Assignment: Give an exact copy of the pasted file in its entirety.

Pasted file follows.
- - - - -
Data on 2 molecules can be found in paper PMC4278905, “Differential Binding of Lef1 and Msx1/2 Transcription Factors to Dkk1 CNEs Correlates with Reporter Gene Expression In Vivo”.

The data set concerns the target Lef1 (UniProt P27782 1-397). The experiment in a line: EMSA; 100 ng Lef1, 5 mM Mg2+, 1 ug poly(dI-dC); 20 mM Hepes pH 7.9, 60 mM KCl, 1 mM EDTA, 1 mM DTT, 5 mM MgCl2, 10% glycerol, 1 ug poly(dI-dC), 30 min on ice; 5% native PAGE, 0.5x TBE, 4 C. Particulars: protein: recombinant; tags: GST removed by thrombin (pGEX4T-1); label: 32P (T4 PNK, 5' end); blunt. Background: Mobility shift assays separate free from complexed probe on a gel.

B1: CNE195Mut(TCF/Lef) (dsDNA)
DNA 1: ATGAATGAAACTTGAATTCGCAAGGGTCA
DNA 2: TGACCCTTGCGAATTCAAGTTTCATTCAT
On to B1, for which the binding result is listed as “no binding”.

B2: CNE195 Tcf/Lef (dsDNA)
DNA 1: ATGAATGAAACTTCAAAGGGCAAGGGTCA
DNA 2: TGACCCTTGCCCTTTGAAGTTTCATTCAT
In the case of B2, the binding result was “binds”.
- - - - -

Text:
Data on 2 molecules can be found in paper PMC4278905, “Differential Binding of Lef1 and Msx1/2 Transcription Factors to Dkk1 CNEs Correlates with Reporter Gene Expression In Vivo”.

The data set concerns the target Lef1 (UniProt P27782 1-397). The experiment in a line: EMSA; 100 ng Lef1, 5 mM Mg2+, 1 ug poly(dI-dC); 20 mM Hepes pH 7.9, 60 mM KCl, 1 mM EDTA, 1 mM DTT, 5 mM MgCl2, 10% glycerol, 1 ug poly(dI-dC), 30 min on ice; 5% native PAGE, 0.5x TBE, 4 C. Particulars: protein: recombinant; tags: GST removed by thrombin (pGEX4T-1); label: 32P (T4 PNK, 5' end); blunt. Background: Mobility shift assays separate free from complexed probe on a gel.

B1: CNE195Mut(TCF/Lef) (dsDNA)
DNA 1: ATGAATGAAACTTGAATTCGCAAGGGTCA
DNA 2: TGACCCTTGCGAATTCAAGTTTCATTCAT
On to B1, for which the binding result is listed as “no binding”.

B2: CNE195 Tcf/Lef (dsDNA)
DNA 1: ATGAATGAAACTTCAAAGGGCAAGGGTCA
DNA 2: TGACCCTTGCCCTTTGAAGTTTCATTCAT
In the case of B2, the binding result was “binds”.